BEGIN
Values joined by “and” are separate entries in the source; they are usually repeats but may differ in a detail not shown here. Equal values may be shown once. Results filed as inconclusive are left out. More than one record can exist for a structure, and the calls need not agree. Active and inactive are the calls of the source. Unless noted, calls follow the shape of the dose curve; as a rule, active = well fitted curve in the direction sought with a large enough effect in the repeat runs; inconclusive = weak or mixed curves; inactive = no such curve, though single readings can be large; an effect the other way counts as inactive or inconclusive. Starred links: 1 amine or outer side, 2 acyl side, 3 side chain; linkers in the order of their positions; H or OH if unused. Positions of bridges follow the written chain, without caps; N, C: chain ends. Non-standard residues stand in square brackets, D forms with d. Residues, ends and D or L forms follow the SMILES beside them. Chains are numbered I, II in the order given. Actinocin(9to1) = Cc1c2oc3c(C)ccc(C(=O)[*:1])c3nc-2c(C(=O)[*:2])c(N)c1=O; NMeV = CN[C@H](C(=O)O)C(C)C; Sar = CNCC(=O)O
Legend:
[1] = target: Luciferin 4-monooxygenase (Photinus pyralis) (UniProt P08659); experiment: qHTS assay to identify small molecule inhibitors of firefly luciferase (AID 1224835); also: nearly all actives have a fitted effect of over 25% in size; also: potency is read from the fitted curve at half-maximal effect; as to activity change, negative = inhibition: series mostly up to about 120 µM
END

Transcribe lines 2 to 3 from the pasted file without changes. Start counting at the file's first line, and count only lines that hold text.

Legend:
[1] = target: Luciferin 4-monooxygenase (Photinus pyralis) (UniProt P08659); experiment: qHTS assay to identify small molecule inhibitors of firefly luciferase (AID 1224835); also: nearly all actives have a fitted effect of over 25% in size; also: potency is read from the fitted curve at half-maximal effect; as to activity change, negative = inhibition: series mostly up to about 120 µM